Airbus engineer Champion says that the three biggest current challenges are "that people want flying to be cheap, efficient and environmentally friendly." The sector has to find satisfactory answers to those demands, which is why flying will probably look completely different a few decades down the road. "By 2050, the sector will be hauling 9 billion passengers around the world," Champion says.

All that additional traffic will be possible thanks to new safety technologies that will enable companies to increase the number of flights fivefold. And instead of flying solo, planes could fly in formation and dock during flights to save on fuel. Airbus developers are even toying with the idea of huge airborne aircraft carriers that passenger planes could land on and be transported by.

Airbus' visions for airports of the future no longer include gates. Instead, planes would roll right up – subway style – to a station, with passengers boarding quickly through several doors with touch screens for the check in. Luggage would be put on a conveyor and stored in the cabin.

If Champion sees a sticking point, it concerns the airports themselves: "We can come up with all kinds of great stuff, but when a plane has to circle for 40 minutes over Heathrow before landing, a lot of it gets lost."

Read the original article in German.

Photo - Airbus

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A Refuge From China's Rat Race: The Young People Flocking To Buddhist Monasteries

Unemployment, stress in the workplace, economic difficulties: more and more young Chinese graduates are flocking to monasteries to find "another school of life."

Photograph of a girl praying at a temple during Chinese Lunar New Year. She is burning incense.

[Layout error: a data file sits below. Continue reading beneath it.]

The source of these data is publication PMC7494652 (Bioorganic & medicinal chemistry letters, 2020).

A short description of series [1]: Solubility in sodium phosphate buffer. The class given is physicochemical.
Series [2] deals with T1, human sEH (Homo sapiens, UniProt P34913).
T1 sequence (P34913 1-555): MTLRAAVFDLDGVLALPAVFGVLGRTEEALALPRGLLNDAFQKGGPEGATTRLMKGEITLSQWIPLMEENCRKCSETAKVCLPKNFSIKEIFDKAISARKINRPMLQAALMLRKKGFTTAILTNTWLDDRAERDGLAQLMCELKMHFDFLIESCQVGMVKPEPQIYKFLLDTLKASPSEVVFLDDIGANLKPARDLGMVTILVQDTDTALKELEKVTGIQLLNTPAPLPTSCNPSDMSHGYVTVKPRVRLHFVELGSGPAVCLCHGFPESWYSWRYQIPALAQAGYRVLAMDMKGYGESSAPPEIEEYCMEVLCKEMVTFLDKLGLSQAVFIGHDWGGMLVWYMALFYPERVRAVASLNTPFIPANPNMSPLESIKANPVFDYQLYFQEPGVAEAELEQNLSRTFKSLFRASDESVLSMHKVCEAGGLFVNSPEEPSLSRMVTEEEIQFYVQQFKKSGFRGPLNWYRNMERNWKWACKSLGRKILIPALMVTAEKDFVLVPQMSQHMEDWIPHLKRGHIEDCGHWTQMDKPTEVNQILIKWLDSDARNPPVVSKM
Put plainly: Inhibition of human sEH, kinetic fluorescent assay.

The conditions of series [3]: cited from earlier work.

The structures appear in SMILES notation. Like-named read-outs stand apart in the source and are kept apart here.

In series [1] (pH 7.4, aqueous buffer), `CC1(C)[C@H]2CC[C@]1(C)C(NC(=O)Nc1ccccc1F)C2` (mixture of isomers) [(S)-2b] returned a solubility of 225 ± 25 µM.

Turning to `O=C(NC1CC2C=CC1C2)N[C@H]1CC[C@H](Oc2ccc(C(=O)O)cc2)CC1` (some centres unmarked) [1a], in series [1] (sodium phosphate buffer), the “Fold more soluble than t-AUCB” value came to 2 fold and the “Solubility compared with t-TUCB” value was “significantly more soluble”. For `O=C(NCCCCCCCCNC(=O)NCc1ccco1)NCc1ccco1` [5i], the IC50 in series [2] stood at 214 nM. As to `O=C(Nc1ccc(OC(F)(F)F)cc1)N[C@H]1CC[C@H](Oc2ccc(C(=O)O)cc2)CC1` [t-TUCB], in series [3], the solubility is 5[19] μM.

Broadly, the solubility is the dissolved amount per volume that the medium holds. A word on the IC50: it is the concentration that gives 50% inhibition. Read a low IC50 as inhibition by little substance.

Feb 20, 2015 - Huaibei, China - Chinese worshippers pray at a temple during the Lunar New Yeat

Frédéric Schaeffer

JIAXING — It's already dawn at Xianghai Temple when Lin, 26, goes to the Hall of 10,000 Buddhas for the 5:30 a.m. prayer.

Still half-asleep, the young woman joins the monks in chanting mantras and reciting sacred texts for an hour. Kneeling, she bows three times to Vairocana, also known as the Great Sun Buddha, who dominates the 42-meter-high hall representing the cosmos.

Before grabbing a vegetarian breakfast in the adjacent refectory, monks and devotees chant around the hall to the sound of drums and gongs.

"I resigned last October from the e-commerce company where I had been working for the past two years in Nanjing, and joined the temple in January, where I am now a volunteer in residence," explains the young woman, soberly dressed in black pants and a cream linen jacket.

Located in the city of Jiaxing, over a hundred kilometers from Shanghai, in eastern China, the Xianghai temple is home to some 20 permanent volunteers.

Unlike Lin, most of them only stay for a couple days or a few weeks. But for Lin, who spends most of her free time studying Buddhist texts in the temple library, the change in her life has been radical. "I used to do the same job every day, sometimes until very late at night, writing all kinds of reports for my boss. I was exhausted physically and mentally. I felt my life had no meaning," she says.